Interviewer: Most of the world lives in poverty, without proper food and clothing.
Expert: But food comes from the earth; clothing—cotton and silk—comes from the earth. If people are in poverty, it's not because they don't have cars and supermarkets; it's because the earth is poorly managed. If things are properly managed, and people have food, clothing, and shelter, then what is the value of your so-called wealth of cars and processed food?
Interviewer: [To production manager] Who arranged this interview? Get rid of this guy.
Although I am among the few who accept, theoretically at least, the practicality of the one-cow/one-acre formula for economic stability, I'm no more willing than anyone else to practice what I theorize. As long as there are cars to be had, I want one; I need one. As long as there are central heating, indoor plumbing, health insurance, carbonated drinks, and the six o'clock news, I need, I need, I need.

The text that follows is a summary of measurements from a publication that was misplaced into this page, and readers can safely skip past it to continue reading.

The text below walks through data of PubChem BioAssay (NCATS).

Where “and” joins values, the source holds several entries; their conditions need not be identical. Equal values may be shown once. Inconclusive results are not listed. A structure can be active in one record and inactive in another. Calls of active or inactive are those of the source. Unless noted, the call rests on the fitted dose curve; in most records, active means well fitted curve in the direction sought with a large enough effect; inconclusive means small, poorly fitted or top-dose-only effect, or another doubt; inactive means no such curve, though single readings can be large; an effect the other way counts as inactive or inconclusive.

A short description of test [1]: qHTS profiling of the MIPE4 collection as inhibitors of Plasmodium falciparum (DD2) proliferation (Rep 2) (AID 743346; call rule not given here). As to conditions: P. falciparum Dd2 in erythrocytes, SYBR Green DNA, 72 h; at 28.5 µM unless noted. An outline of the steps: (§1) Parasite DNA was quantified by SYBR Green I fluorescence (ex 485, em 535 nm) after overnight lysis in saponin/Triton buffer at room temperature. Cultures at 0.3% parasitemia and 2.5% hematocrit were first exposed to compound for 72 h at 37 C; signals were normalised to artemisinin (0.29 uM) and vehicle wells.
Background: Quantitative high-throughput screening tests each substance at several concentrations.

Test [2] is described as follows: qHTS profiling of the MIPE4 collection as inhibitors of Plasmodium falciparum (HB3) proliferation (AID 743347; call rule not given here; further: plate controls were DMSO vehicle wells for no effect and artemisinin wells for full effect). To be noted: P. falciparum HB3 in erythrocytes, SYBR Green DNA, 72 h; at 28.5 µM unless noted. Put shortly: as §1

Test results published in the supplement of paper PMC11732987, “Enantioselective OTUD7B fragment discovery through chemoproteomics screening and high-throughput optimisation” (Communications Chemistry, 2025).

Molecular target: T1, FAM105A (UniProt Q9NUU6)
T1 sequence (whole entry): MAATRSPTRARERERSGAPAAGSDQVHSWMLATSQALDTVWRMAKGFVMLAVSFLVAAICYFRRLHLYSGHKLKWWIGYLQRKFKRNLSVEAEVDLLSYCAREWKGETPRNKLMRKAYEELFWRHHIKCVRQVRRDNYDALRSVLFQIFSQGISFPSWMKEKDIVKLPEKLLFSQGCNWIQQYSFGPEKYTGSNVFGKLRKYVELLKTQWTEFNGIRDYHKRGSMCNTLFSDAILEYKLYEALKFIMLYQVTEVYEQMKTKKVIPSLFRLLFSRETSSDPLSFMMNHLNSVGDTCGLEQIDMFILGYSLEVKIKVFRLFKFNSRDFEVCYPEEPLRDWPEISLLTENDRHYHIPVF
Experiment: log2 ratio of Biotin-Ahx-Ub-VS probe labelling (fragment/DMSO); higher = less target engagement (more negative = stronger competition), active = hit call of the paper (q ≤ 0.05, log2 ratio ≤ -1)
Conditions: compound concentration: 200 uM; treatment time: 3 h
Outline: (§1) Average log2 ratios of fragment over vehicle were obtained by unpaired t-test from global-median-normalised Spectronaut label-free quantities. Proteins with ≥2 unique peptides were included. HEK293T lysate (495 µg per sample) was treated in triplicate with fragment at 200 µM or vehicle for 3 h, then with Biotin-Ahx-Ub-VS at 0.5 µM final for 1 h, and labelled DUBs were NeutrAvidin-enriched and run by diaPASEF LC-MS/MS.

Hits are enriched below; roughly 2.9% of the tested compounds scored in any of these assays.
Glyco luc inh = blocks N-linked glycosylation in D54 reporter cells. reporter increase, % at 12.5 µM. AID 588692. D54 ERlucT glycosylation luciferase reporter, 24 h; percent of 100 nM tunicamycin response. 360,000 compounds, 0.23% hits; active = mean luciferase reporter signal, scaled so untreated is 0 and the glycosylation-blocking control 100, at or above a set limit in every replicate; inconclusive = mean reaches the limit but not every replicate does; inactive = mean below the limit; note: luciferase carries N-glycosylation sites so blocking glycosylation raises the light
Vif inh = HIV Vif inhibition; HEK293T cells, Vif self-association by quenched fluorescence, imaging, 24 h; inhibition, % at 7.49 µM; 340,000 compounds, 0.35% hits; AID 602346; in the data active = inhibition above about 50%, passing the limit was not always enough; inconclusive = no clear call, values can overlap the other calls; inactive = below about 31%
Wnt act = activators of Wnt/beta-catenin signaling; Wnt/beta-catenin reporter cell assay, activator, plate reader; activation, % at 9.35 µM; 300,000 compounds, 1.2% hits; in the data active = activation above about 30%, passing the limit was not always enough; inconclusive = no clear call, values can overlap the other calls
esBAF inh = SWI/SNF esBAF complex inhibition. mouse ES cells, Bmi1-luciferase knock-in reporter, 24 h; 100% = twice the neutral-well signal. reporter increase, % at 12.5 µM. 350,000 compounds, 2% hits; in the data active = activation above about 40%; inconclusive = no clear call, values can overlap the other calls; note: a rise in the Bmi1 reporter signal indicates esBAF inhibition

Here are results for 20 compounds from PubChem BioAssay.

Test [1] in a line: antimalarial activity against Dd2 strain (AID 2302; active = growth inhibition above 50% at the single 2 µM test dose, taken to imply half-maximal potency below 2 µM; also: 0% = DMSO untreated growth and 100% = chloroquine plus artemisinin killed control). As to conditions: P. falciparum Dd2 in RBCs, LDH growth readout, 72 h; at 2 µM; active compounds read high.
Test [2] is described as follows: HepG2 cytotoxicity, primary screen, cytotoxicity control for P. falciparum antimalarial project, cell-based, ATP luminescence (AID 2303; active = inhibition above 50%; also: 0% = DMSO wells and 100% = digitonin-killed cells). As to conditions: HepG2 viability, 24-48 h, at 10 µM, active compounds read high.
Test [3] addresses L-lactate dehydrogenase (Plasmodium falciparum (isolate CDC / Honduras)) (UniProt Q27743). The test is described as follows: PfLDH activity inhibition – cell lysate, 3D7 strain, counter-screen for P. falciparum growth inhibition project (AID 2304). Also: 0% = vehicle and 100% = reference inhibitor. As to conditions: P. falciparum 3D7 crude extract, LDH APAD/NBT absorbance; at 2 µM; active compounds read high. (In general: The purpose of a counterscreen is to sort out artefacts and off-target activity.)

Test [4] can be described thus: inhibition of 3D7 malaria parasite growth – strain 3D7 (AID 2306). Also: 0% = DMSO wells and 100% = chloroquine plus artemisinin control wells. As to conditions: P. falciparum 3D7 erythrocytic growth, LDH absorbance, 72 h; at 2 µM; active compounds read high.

If in the spring you gave me an acre of land and a cow—even if you threw in an assortment of seeds, a roto-tiller, and a few hundred bucks to get me started—I'd most likely perish before the end of summer. And I'd surely freeze to death the first winter. Where do I get winter clothing and fuel from an acre of land?
That's what really stops me dead in my theoretical tracks. The cold. Much of Europe, America, and other parts of the industrialized world is covered with snow part of each year. Sure, only a hundred years ago, even in the snow, most people were living a lot closer to the one-cow/one acre formula and managing O.K But if I had to do it today, send me somewhere tropical.